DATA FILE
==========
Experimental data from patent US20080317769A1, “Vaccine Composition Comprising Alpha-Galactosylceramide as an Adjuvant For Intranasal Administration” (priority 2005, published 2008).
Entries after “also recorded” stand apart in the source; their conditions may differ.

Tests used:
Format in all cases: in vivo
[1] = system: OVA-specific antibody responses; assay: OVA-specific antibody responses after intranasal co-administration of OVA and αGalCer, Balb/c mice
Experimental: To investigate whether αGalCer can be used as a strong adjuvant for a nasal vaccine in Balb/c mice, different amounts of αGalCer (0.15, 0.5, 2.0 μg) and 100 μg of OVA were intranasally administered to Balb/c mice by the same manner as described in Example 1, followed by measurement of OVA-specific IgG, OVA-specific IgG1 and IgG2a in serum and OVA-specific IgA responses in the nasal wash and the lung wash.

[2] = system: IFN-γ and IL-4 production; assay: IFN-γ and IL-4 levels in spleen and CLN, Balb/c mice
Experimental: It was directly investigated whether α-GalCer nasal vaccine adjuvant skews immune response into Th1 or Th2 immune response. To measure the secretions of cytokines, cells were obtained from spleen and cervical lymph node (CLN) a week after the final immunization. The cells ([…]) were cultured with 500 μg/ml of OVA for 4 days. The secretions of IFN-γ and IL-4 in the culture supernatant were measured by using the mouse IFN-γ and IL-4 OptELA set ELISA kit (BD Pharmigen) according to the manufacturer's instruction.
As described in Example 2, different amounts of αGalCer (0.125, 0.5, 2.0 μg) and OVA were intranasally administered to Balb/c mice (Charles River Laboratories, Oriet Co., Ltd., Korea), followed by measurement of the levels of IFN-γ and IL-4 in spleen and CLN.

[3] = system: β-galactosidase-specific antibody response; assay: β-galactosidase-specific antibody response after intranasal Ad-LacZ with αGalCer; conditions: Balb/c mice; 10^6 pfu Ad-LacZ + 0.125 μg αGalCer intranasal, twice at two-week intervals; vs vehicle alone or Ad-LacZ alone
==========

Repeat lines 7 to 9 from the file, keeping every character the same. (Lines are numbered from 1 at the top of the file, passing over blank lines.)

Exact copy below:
[2] = system: IFN-γ and IL-4 production; assay: IFN-γ and IL-4 levels in spleen and CLN, Balb/c mice
Experimental: It was directly investigated whether α-GalCer nasal vaccine adjuvant skews immune response into Th1 or Th2 immune response. To measure the secretions of cytokines, cells were obtained from spleen and cervical lymph node (CLN) a week after the final immunization. The cells ([…]) were cultured with 500 μg/ml of OVA for 4 days. The secretions of IFN-γ and IL-4 in the culture supernatant were measured by using the mouse IFN-γ and IL-4 OptELA set ELISA kit (BD Pharmigen) according to the manufacturer's instruction.
As described in Example 2, different amounts of αGalCer (0.125, 0.5, 2.0 μg) and OVA were intranasally administered to Balb/c mice (Charles River Laboratories, Oriet Co., Ltd., Korea), followed by measurement of the levels of IFN-γ and IL-4 in spleen and CLN.